US Representative Edward J. Markey, the Democratic nominee for the US Senate, paid an effective tax rate of less than 20 percent over the past eight years, claiming large deductions for his mortgages, his travel expenses, and his car, his tax returns show.
According to his federal and state tax filings dating back to 2005, almost of all of Markey’s income, which ranged from $140,777 to $161,433 per year over the eight-year period, came from his congressional salary.
Markey, who turned 66 in July, also began collecting Social Security benefits last year, his 2012 tax return shows. The documents indicate he received $11,600 in benefits.
But Markey also wrote off large payments for mortgage interest, property taxes, and business expenses, in itemized deductions that ranged from a low of $38,378 to a high of $49,066 a year.
They pointed out that the amount of taxes he paid was calculated as part of the so-called alternative minimum tax provision, which limits certain deductions.
“Like many Americans, Ed paid the alternative minimum tax, which means that he did not benefit from many of the itemized deductions in his filings,” said his spokesman Mark Horan. The campaign did not provide a list of which write-off were not used.
Markey’s campaign did not release the returns but allowed reporters to review his federal and state filings at the state Democratic Party hadquarters in Boston Friday afternoon.
His wife, Susan Blumenthal, a doctor and heathcare consultant, filed her taxes separately from Markey, as is allowed of married couples. The campaign did not release Blumenthal’s returns.
Markey’s tax returns showed no stock or bond holdings, but did not reflect any investments Blumenthal has.
Markey’s Republican opponent, Gabriel E. Gomez, had tried to make an issue over Markey’s decision to wait until this week to release his tax returns. Markey then postponed the review until Friday, leading some GOP critics to accuse him of burying the news by dumping the reports at the start of Memorial Day weekend.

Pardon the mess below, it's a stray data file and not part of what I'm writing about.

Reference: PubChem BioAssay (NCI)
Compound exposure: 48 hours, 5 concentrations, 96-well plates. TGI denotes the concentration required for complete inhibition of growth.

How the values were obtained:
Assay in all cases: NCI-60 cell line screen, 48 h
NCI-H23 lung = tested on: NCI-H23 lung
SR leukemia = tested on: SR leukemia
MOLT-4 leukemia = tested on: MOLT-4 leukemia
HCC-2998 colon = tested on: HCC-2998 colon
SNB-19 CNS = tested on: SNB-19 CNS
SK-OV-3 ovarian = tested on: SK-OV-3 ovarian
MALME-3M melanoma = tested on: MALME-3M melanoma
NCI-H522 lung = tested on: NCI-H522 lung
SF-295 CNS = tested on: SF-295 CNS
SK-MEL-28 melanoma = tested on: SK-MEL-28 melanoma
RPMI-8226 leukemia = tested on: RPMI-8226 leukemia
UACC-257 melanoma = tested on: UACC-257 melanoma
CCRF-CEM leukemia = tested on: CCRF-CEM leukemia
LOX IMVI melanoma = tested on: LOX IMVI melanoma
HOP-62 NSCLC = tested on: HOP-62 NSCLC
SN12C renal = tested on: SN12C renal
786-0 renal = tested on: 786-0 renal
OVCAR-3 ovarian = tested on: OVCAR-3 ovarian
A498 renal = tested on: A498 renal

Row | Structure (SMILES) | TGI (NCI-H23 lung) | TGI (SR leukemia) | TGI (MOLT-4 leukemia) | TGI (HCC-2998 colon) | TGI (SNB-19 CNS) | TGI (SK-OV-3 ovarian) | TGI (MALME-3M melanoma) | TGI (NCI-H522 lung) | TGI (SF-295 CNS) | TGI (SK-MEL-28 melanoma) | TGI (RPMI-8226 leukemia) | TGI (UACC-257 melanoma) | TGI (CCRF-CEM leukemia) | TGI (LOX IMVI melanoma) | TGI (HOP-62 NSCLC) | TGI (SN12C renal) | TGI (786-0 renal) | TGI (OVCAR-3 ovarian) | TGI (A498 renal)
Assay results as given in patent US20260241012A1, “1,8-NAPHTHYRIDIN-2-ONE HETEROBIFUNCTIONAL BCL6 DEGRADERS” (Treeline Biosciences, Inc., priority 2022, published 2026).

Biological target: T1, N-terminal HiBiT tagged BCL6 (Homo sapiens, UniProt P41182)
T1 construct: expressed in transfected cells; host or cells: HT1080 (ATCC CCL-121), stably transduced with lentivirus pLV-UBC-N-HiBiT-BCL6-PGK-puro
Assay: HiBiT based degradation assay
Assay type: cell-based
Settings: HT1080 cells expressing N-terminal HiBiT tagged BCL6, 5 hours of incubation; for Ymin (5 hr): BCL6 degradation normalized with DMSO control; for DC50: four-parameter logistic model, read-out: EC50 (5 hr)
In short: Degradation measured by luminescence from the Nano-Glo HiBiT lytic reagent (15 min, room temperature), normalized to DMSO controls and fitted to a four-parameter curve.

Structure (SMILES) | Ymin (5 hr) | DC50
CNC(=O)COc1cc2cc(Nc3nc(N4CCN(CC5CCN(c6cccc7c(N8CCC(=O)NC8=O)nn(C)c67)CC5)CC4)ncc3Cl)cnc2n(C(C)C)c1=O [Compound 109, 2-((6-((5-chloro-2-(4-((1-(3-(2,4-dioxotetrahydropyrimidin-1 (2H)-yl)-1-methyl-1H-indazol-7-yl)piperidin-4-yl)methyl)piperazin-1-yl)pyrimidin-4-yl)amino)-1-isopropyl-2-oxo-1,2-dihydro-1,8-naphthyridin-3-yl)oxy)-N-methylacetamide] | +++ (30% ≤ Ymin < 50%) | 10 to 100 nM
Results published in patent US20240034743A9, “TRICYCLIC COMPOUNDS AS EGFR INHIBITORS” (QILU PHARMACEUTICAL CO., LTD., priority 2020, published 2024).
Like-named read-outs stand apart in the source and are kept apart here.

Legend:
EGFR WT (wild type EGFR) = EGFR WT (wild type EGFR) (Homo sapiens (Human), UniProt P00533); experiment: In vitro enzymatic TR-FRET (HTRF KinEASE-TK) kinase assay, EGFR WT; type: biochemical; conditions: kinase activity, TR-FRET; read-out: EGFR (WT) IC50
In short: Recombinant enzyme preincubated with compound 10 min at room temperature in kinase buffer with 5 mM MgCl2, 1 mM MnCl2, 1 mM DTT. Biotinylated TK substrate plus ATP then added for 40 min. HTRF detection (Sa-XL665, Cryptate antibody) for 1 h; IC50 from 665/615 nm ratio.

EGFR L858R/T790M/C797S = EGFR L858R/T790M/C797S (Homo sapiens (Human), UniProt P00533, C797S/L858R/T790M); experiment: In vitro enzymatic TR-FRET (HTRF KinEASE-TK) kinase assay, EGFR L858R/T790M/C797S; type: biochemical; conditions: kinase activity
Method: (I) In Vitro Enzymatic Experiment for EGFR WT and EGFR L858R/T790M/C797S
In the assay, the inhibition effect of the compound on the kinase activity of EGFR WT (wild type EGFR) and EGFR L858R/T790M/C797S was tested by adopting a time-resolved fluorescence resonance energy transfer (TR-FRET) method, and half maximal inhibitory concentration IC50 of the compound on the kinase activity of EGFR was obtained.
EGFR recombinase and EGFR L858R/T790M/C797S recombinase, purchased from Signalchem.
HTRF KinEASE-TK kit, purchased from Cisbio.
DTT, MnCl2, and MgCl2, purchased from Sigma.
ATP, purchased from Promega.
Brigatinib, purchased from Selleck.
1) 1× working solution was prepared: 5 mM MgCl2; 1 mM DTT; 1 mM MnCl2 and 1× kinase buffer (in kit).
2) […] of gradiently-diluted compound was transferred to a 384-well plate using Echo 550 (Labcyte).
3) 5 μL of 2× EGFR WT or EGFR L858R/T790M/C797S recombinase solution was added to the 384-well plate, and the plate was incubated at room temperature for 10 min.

Markey’s team sought to show they were being more forthcoming than Gomez by releasing an additional two years’ worth of tax returns, and all the related schedules.
Markey included his 2005 federal and state tax returns, a challenge to Gomez to do the same. The Republican has refused to make those returns public, despite requests from the media. He faced tough questions after the Globe reported that he had claimed a controversial $281,500 historic preservation tax deduction that year on his Cohasset home.
The address Markey used on his federal and state taxes forms was redacted. Horan could not explain why, but insisted that the congressman used the address of his Malden home. Markey has come under fire for also spending much of his time at his upscale house in Chevy Chase, Maryland, a tony Washington, D. C. suburb.
Gomez released returns for the years 2007 through 2011 showing he made $10.1 million over six years as a private equity investor and paid an effective tax rate of 21 percent over that period.
However, Gomez has not yet filed for 2012. Gomez also did not release schedules that would reveal more information about his deductions. Gomez’s tax returns showed itemized deductions as high as $536,379 in 2008, dwarfing the amounts that Markey claimed.
In comparison to Gomez, Markey’s income haul was also quite modest. Other than a small amount from interest in the Congressional Federal Credit Union, Markey’s income consists mainly of his congressional salary.
Because his wife files separately, it was unclear how much Blumental made and what deductions she claimed, though her investments are noted on a financial disclosure document that all members of Congress and Senate candidates are required to file as a way to spotlight any potential conflicts of interest. The last filing available, for 2011, showed that Blumenthal held a stock portfolio valued between $845,000 and $2.1 million.
Markey’s deductions for mortgage interest and real estate taxes on his returns include only his share of the expense -- not Blumenthal’s -- for properties in Malden and in Chevy Chase, Maryland, Horan said.
Each year, Markey’s tax returns show, he claimed large deductions for work-related expenses, including a $3,000 deduction for travel expenses. He also claimed deductions for the depreciation of his Toyota Camry hybrid, as well as for parking, tolls and other driving expenses in and around Washington, DC.
Each year, he claimed additional business deductions of varying amounts, only some of which were described in detail on the returns. One 2007 deduction showed a $975 expense for professional books, while in 2005, he claimed $550 for professional magazines and journals.
Markey also gave about $2,200 a year to charity.
Horan, his spokesman, defended the contributions.
“It’s consistent with what he can afford,” said Horan.